Art Stage Singapore 2014 builds bridges in Asia? – media round up

The fourth iteration of Singapore’s flagship art fair ended on a record sales high, but did the new Platform format prove a hit? 

The recently concluded Art Stage Singapore 2014, held from 16-19 January, upped its numbers in terms of visitors, participants and sales from previous editions. The introduction of a new format with eight regional, curated platforms also drew positive reviews. Art Radar collates the reactions.

Tunnel by Mark Justiniani, presented by The Drawing Room at the Southeast Asia platform. Image courtesy Art Stage Singapore.

Mark Justiniani, ‘Tunnel’, 2013, reflective media, light fixtures and objects encased in black iron structure. Presented by The Drawing Room at the Southeast Asia platform. Image courtesy Art Stage Singapore 2014.

The 2014 edition of Art Stage Singapore saw better numbers in terms of sales and attendees, leading to optimistic responses from most galleries and collectors. There were 158 exhibitors, the majority of these from the Asia-Pacific region. Of the total footfall of 45,700 visitors to Art Stage Singapore 2014, a record high, the fair preview and vernissage alone saw 14,600 visitors.

Collectors and visitors alike lauded the quality and diversity of the artwork and curating. Art dealer Alexander Sharov of 11.12 Art Gallery told ARTINFO that “the fair is more interesting than last year. There are a lot of ideas and high-level art works.

Singapore newspaper TODAY’s art columnist Mayo Martin agreed, conceding that the “fourth time’s a charm” for Art Stage, with far less hiccups than in previous editions.

Mayo Martin tweet

“We Are Asia”: Testing the format

Art Stage Singapore’s Founder and Director Lorenzo Rudolf, who is also the former Director of Art Basel and creator of Art Basel Miami Beach, this year introduced a brand new format consisting of eight curated sections representing India, China, Taiwan, Japan, Australia, Central Asia, Korea and Southeast Asia.

The aim was to keep the focus on Asian art, which continues to be the fair’s main selling point, as well as to bridge the various segmented areas of Asia and allow for dialogue and exchange. Rudolf told Muse that Art Stage is the only fair in the world that follows the classic fair format while at the same time incorporating “new formats to adapt to Asian and Southeast Asian realities.”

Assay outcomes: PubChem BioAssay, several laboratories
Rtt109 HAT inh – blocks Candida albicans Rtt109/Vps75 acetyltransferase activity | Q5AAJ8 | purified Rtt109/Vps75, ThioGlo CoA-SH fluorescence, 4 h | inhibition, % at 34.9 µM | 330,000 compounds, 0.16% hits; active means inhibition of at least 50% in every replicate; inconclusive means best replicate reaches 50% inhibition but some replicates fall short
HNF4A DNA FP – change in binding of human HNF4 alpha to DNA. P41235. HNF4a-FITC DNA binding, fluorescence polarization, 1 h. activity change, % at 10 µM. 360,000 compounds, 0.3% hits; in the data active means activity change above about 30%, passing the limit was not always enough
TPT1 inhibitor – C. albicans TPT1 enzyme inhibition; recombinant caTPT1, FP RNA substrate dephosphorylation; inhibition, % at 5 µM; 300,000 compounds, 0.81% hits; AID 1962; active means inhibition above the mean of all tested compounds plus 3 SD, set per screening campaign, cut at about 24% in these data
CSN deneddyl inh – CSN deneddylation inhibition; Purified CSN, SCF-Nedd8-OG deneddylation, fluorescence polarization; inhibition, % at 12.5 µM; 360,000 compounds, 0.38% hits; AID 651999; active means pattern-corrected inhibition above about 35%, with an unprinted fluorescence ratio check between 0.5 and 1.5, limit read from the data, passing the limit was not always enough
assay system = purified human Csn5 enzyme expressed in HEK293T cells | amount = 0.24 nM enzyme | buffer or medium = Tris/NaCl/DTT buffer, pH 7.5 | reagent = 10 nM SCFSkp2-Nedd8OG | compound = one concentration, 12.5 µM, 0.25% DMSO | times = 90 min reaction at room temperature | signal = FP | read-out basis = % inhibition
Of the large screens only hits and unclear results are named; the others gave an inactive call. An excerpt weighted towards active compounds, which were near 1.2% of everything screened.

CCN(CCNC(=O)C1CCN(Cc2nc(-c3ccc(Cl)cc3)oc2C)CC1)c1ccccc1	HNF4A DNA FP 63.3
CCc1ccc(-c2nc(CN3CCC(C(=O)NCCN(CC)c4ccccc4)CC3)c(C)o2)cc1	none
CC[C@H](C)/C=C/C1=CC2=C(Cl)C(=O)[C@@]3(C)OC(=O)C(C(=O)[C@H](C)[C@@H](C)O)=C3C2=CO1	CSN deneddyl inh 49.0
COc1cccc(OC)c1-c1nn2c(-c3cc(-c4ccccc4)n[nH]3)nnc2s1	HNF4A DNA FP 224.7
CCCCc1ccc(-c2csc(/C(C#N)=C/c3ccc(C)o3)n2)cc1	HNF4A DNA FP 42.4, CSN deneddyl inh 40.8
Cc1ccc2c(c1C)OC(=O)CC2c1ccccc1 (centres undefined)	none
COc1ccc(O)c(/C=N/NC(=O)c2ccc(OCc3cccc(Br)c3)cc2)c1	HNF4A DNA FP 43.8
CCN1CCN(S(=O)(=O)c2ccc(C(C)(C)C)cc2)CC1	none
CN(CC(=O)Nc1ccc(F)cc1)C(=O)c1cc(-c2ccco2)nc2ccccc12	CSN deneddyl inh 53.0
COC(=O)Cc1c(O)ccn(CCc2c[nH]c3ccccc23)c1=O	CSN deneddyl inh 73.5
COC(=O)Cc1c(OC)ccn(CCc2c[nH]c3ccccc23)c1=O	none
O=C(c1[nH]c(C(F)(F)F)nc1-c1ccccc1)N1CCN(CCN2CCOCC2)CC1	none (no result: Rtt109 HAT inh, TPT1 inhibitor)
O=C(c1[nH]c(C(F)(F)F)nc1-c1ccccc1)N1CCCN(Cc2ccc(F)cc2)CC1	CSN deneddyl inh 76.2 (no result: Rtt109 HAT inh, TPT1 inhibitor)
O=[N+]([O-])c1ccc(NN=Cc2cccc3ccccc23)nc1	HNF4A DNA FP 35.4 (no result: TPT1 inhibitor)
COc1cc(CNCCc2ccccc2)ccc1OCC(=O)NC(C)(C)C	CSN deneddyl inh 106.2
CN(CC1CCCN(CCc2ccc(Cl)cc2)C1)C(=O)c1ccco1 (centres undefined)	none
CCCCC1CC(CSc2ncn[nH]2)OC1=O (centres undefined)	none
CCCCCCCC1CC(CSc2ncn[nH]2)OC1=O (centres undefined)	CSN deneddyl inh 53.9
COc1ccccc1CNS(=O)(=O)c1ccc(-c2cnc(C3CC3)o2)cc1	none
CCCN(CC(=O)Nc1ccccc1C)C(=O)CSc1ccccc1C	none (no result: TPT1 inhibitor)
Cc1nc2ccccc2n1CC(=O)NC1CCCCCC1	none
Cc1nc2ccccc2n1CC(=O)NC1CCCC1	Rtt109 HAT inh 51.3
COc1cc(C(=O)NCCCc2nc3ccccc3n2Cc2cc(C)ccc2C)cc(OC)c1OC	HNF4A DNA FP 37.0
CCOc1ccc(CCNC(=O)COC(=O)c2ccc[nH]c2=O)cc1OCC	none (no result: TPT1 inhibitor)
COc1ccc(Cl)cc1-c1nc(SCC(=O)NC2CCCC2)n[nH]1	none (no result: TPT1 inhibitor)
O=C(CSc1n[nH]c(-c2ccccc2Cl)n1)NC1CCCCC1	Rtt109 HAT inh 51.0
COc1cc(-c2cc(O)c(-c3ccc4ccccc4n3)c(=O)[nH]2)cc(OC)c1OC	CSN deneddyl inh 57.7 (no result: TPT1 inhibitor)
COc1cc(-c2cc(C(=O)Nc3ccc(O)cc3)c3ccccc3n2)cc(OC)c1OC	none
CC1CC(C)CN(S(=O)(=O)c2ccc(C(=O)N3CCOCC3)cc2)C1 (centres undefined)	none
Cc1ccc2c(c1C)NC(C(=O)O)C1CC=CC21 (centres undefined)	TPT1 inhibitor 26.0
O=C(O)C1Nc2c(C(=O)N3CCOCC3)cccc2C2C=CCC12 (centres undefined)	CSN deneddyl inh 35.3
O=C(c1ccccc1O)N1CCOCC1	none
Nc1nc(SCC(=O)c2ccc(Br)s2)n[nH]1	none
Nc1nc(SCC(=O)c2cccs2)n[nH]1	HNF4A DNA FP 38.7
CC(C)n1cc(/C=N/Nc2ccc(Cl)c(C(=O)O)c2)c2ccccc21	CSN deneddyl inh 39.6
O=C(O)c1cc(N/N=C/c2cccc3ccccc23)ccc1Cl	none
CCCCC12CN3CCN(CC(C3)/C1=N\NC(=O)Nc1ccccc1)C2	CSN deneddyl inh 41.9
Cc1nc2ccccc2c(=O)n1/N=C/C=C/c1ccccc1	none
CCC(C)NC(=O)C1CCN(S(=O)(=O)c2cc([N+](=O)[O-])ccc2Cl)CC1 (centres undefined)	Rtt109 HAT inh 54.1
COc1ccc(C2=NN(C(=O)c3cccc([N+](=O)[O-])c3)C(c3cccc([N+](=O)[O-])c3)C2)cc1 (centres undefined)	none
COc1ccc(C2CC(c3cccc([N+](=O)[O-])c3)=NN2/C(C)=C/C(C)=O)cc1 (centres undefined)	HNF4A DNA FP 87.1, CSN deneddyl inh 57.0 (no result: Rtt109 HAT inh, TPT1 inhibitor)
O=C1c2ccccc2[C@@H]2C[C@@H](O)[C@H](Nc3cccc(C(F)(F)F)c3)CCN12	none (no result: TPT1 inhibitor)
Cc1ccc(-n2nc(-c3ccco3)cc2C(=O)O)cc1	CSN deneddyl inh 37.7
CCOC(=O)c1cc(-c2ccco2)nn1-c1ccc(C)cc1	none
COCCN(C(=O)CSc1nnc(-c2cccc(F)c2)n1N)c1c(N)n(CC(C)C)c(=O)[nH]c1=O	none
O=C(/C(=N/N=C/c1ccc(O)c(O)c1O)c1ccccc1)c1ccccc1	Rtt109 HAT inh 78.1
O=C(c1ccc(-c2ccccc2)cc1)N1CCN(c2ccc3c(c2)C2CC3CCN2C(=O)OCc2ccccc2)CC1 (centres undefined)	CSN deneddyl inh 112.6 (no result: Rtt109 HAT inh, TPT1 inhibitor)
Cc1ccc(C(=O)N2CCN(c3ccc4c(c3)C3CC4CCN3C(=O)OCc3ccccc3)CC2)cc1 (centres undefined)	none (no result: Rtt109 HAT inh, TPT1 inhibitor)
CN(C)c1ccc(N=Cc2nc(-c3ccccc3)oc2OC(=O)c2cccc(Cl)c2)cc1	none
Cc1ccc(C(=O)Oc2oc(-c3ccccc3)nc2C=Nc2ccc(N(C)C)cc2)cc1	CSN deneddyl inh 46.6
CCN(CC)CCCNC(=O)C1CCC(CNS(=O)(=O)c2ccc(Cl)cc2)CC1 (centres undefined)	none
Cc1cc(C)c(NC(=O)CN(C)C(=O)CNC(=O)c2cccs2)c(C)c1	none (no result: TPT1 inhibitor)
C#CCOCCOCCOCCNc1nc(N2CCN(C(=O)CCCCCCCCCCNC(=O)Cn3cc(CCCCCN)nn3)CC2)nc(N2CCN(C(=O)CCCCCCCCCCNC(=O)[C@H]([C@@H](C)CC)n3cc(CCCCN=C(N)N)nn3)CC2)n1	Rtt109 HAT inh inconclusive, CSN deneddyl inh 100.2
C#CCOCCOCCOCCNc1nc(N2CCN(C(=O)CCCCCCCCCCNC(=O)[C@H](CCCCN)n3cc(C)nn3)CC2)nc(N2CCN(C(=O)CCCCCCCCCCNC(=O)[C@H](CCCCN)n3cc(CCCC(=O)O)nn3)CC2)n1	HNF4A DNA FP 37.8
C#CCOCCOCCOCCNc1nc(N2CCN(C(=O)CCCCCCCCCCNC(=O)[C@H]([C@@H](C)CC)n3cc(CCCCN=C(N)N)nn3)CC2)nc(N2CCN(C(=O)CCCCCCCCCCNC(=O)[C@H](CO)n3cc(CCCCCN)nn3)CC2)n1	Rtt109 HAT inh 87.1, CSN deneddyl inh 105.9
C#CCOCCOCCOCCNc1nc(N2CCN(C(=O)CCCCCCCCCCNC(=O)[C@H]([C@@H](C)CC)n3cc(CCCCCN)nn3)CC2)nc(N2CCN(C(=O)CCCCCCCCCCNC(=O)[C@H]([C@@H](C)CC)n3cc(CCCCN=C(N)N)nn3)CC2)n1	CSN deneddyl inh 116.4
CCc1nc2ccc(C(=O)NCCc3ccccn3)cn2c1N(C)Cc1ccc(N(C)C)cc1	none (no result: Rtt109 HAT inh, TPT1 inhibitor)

FX Harsono, 'Raining Bed', presented by ARNDT Gallery. Image courtesy Art Stage Singapore.

FX Harsono, ‘Raining Bed’, presented by ARNDT Gallery. Image courtesy Art Stage Singapore 2014.

The idea was met with enthusiasm from galleries prior to the fair’s opening, with Matthias Arndt, the owner of Arndt Gallery, saying:

With the new Platform component, the upcoming edition of Art Stage Singapore also proves its ambition of reinventing the traditional format of an art fair.

Mami Kataoka, curator of the Japanese platform, told the Wall Street Journal that, while fairs were not the ideal place to view art, “adding a curated section encourages viewers to see work with more meaning.

The curated platforms enabled a preservation of the regional status while also allowing smaller galleries and emerging artists, who would not otherwise have dedicated booths, to showcase their work and have access to a wide collector base.

Having an integrated Southeast Asian platform, for instance, allowed artists from countries like Myanmar to display their work to an international audience. Art Radar contributor Nathalie Johnston wrote in Myanmar Times that:

A mere two years ago, it was a rare thing to see Myanmar artists featured at one of Asia’s curated art fairs. […] Now the scene has changed. Myanmar is opening up to exchange and artists are getting long-delayed recognition. […] Whatever Art Stage Singapore may accomplish in terms of sales, the exposure of the artists is sure to offer them inspiration and new artistic ideas, and the validation of finally being placed alongside their contemporaries in the Southeast and greater Asia Pacific region.

Artcentron noted that the platforms,

… provided the necessary contextualization and understanding of artistic development in Asia and the growing art market for collectors, artists and art professionals at the fair.

Filipino art collectors Kim and Lito Camacho were also quoted in Artcentron, saying that the fluid nature of the platforms was more museum-like than the typical booth layout of art fairs, allowing emerging and established artists to vie for attention side by side.

Tatsuo Miyajima, 'C.F Lifestructurism - no. 15', 2008, LED, IC, electric wire, 41.5 x 61.3 cm. Image courtesy the artist and Lisson Gallery.

Tatsuo Miyajima, ‘C.F Lifestructurism – no. 15’, 2008, LED, IC, electric wire, 41.5 x 61.3 cm. Image courtesy the artist and Lisson Gallery.